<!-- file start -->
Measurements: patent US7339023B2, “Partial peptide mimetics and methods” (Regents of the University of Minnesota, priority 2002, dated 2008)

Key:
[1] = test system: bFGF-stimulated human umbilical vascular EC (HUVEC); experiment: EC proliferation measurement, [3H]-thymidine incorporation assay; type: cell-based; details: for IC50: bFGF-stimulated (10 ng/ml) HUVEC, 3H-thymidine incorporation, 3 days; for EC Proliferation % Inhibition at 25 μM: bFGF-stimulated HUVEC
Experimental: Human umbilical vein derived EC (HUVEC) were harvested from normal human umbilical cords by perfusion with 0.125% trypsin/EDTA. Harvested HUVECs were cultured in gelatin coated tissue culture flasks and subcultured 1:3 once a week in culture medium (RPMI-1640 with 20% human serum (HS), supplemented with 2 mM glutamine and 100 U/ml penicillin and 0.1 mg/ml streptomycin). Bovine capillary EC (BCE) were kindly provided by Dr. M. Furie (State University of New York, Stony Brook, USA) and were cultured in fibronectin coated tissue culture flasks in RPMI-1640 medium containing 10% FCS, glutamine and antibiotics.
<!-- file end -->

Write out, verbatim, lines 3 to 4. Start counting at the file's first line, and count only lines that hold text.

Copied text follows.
[1] = test system: bFGF-stimulated human umbilical vascular EC (HUVEC); experiment: EC proliferation measurement, [3H]-thymidine incorporation assay; type: cell-based; details: for IC50: bFGF-stimulated (10 ng/ml) HUVEC, 3H-thymidine incorporation, 3 days; for EC Proliferation % Inhibition at 25 μM: bFGF-stimulated HUVEC
Experimental: Human umbilical vein derived EC (HUVEC) were harvested from normal human umbilical cords by perfusion with 0.125% trypsin/EDTA. Harvested HUVECs were cultured in gelatin coated tissue culture flasks and subcultured 1:3 once a week in culture medium (RPMI-1640 with 20% human serum (HS), supplemented with 2 mM glutamine and 100 U/ml penicillin and 0.1 mg/ml streptomycin). Bovine capillary EC (BCE) were kindly provided by Dr. M. Furie (State University of New York, Stony Brook, USA) and were cultured in fibronectin coated tissue culture flasks in RPMI-1640 medium containing 10% FCS, glutamine and antibiotics.